There is no doubt, that academic knowledge is important, but it appears to be at the expense of everything else. There is a lack of diversity in the way schools and their classes are organised. This means there is a lack of training on the practical issues of learning the skills needed to do well in an office environment. Many young people are emerging as university graduates with no work experience of any kind and employers often value that kind of experience.
Young adults who have done well at rote learning, might not have developed critical thinking and analytical abilities and may therefore be unlikely to take the initiative and show the necessary leadership skills.
Schools need to shift the focus away from turning young people into learning machines. They need to get some work experience and be encouraged to think for themselves. There should also be greater promotion of STEM (science, technology, engineering, mathematics) subjects for which there is now much greater demand in the modern workplace, especially with developments in new technlogy.
They should follow the lead set by schools in the US and some European countries where the focus is heavily on other learning experience outside the the scope of the regular curriculum. This can help students grow into young adults who in a competitive office environment can think outside the box. Finland, famous for its success in education, focuses heavily on students developing their interests. This should also be happening in our schools.
All schools should certainly ensure that short work experience secondments are available for pupils in the career areas that interest them. This can give them a deeper understanding of the job and help them decide if it is what they want.
Changes are needed in the local school curriculum if we are to ensure that Hong Kong can remain competitive.
Lau Hiu-kwong, Tsuen Wan
Fixation with exam results in Hong Kong has to end
I agree with my fellow students who have complained about the stress levels in the local education system being too high.
Students are under a lot of pressure from teachers and their parents, who often have unrealistic expectations. These young people are forced to work long hours, during the school day, but also in the evening with homework. They are often left with insufficient time to relax and develop psychological problems such as depression.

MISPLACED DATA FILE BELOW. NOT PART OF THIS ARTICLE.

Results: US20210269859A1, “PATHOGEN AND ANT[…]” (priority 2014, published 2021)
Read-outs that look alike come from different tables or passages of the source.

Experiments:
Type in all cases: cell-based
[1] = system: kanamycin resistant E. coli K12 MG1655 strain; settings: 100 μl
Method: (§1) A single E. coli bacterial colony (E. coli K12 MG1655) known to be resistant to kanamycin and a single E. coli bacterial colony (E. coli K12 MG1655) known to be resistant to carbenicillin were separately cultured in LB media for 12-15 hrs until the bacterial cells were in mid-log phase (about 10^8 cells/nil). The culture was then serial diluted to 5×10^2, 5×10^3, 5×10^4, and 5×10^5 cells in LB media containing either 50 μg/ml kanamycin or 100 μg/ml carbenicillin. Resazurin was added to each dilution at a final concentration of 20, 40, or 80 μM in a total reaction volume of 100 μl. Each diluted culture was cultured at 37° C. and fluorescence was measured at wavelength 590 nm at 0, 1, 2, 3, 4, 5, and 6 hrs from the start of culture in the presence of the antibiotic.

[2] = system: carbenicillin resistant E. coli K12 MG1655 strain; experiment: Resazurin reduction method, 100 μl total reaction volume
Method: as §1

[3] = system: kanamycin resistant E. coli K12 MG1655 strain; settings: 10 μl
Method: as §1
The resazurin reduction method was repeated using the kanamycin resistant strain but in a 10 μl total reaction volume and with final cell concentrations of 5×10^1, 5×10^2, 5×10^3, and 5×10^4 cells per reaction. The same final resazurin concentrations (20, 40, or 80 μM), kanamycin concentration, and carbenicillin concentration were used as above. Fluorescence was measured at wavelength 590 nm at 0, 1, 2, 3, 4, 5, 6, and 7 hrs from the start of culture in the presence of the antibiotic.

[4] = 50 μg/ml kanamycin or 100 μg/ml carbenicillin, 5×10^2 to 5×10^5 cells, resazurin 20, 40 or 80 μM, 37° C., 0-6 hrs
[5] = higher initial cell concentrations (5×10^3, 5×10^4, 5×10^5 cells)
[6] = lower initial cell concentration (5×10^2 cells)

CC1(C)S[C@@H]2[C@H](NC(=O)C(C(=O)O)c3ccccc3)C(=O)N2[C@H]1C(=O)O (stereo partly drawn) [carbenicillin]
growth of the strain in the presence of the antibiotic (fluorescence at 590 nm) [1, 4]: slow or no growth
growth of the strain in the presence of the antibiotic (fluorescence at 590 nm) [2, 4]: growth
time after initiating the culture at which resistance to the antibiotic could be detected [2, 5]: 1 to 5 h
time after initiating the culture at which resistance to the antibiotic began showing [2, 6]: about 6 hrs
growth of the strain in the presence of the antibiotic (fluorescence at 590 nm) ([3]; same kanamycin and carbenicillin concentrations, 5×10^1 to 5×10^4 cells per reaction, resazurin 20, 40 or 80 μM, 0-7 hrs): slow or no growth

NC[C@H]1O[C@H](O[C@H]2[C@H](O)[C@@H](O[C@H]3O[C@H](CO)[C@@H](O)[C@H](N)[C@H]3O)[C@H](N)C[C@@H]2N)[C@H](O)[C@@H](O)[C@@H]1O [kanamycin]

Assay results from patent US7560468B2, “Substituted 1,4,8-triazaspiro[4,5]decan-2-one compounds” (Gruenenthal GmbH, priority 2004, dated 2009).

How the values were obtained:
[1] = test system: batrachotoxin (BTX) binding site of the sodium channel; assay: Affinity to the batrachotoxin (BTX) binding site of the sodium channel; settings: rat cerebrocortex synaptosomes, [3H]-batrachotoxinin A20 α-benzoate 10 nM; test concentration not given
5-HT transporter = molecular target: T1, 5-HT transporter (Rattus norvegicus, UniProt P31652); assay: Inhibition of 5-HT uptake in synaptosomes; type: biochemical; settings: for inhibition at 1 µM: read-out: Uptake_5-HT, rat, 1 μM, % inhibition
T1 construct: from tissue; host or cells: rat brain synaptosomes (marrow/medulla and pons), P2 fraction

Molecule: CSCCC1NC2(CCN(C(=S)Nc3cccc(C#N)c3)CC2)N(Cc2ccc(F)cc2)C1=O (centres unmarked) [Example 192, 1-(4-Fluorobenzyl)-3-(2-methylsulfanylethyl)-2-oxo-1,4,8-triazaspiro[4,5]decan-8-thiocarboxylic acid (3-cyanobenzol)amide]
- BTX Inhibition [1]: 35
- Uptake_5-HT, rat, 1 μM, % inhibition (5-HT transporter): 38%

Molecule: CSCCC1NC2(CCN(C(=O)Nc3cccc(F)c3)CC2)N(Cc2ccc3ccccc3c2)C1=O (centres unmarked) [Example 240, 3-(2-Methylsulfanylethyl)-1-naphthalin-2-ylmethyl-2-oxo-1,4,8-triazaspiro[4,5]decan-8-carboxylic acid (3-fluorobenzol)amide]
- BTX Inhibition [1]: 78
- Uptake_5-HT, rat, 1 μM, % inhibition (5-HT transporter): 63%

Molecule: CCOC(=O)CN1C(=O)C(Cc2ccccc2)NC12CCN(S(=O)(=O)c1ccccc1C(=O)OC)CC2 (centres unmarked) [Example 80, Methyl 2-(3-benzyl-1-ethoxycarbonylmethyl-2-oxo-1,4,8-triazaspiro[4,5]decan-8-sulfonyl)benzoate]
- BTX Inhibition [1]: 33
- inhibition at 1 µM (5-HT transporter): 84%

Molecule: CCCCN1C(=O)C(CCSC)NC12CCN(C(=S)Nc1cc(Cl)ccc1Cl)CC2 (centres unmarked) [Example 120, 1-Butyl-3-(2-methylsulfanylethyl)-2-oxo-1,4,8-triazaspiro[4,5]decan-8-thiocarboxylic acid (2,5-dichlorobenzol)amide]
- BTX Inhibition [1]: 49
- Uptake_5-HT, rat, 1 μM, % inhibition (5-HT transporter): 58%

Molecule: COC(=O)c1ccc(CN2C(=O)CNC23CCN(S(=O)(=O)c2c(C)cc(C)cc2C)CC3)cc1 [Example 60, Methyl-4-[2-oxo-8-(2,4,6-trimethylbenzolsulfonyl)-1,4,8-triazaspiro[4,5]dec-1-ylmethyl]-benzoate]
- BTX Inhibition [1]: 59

Last year my cousins came back from the US and a relative asked how many As they got in exams at college, instead of asking how they were enjoying their time at school. I am asked if I am near the top of my class and I find this embarrassing, especially when the results are not as good as expected.
Learning is important, but we should not become obsessed about exam results. If we are not talented academically we should not get too upset about this and we should not think we are useless.
I understand the motivation of parents, they want their children to have a better life and to have improved job opportunities, but it does not help to put young people under so much pressure. Parents need to spend more time relaxing and playing with their children. Life is not just about studying. Some things are more important than that. Even at school young people should be aiming to achieve the right work-life balance.
Edna Lau, Tseung Kwan O
Attract more young workers by improving conditions in construction sector
Even though construction workers got a pay rise last year, they said they were often not getting enough work.
Even though there are a lot construction and major infrastructure projects, the way the sector is organised means that there is a lack of stability when it comes to working hours. This is part of the reason for there being an outflow of talent. People can go to another line of work where they are guaranteed the hours and therefore the pay.
The government should provide more welfare and try and get the sector to ensure greater job security. If the prospects are more attractive, more young people will consider taking it up as a career.
Too many people on the workforce are middle aged and new blood is needed for the construction industry. It needs a workforce that is going to be there for decades and that is only possible is there job stability, with the promise of regular hours and pay and promotion.
Laura Liu, Kwai Chung